Later, she was an anchorwoman for the night news in Hayat TV until 2009. In 2012, she transferred to İMC TV. She was both an editor and the presenter of “Purple Bulletin,” the women news program of the channel: “My résumé only consisted of journalism. But now there is tradesmanship. Of course it did not last long.”
İMC TV was among the 12 TV and 11 radio channels that were shut down following the Statutory Decree no 668. A few days after the decree, on October 4th, İMC TV was raided by the police.
While İMC broadcasted the police raid live, employees protested the raid. Hayatın Sesi TV, Denge TV, Jiyan TV, Zarok TV and Van TV, also listed on the decree, were all shut down one by one.
Savumlu learnt about the raid when she was next to her mother-in-law’s deathbed.
“I was in the hospital while there were the rumors circulating that the station was going to be shut down and that the police were about to arrive. On one side there was the closing down of the channel, on the other there was the death of my mother-in-law... One after another. Afterwards, I did not even have the strength to look for a job. As a matter of fact, I did not have the hope to find one. All the places I could have worked for were shut down. Then I had to go back to my hometown of Bandırma.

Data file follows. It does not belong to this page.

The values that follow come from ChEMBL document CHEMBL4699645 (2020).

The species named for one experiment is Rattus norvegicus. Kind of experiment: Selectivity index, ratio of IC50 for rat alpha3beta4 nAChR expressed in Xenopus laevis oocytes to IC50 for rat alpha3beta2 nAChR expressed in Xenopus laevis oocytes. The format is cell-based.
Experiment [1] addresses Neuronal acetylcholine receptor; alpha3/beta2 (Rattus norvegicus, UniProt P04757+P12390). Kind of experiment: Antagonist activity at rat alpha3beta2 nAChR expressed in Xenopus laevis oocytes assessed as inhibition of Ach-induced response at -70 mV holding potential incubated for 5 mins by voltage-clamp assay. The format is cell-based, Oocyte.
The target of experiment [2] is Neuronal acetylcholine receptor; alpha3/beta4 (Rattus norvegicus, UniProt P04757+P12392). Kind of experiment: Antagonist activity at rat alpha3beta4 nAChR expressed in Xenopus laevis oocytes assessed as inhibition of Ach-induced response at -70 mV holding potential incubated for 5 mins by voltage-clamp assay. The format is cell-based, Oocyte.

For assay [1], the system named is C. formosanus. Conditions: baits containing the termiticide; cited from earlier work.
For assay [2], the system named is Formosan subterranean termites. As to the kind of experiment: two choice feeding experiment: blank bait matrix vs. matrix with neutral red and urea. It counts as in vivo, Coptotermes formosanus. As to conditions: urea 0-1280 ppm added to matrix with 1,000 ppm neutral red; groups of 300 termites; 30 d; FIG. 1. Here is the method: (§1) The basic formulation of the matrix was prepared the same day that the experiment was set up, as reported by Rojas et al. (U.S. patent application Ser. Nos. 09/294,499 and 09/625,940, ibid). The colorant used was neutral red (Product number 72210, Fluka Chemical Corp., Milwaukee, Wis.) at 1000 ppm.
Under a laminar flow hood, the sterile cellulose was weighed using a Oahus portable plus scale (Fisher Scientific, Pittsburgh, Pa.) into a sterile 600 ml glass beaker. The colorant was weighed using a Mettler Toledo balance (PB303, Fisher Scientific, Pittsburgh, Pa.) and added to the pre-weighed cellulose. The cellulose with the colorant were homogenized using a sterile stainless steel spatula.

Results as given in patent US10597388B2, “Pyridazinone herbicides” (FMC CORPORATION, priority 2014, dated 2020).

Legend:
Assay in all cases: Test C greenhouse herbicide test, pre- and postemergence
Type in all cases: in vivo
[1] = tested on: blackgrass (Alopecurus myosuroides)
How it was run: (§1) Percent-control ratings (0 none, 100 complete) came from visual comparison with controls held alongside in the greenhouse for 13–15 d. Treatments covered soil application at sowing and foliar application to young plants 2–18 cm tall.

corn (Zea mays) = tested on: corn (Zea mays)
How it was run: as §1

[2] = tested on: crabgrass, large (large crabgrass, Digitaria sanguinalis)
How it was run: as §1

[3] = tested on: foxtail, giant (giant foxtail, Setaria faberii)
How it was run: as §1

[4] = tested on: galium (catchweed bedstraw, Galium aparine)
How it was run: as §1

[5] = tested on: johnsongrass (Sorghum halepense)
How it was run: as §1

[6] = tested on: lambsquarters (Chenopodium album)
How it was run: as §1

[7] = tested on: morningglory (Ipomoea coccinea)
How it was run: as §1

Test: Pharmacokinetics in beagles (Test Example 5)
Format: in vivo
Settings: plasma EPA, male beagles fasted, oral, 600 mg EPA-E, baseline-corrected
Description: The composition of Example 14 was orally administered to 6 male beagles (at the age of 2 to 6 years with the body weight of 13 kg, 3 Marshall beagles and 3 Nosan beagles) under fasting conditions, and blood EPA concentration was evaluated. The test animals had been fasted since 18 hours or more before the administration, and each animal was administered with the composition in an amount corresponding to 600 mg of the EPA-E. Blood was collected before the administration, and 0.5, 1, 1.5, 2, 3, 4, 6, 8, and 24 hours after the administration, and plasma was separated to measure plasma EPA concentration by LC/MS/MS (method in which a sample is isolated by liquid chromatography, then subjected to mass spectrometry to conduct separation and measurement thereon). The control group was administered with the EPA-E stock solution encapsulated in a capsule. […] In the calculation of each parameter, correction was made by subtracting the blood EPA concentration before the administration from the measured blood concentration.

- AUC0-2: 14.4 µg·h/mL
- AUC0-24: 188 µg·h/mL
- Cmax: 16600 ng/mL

Here I opened a shop where I sell natural products. But I don’t have a good grasp of trademanship. Of course I wasn’t the only source of the problem. Even when people buy chickpeas, they buy them in grams. There is a ghastly poverty. In addition, there is a ghastly racism. Bandırma is a little place.
People learnt that I was working for İMC TV until recently and that the channel was closed through Statutory Decree. They also learnt that I am married to a Kurd. My son’s name is Deniz Jiyan but here I had to call him Deniz. With all these things, I couldn’t continue with the shop and I closed it.”
Gökhan Kazbek: From editorship to carpentry
This time we go to a carpentry atelier in Istanbul Okmeydanı. Here works a journalist with 27 years of experience.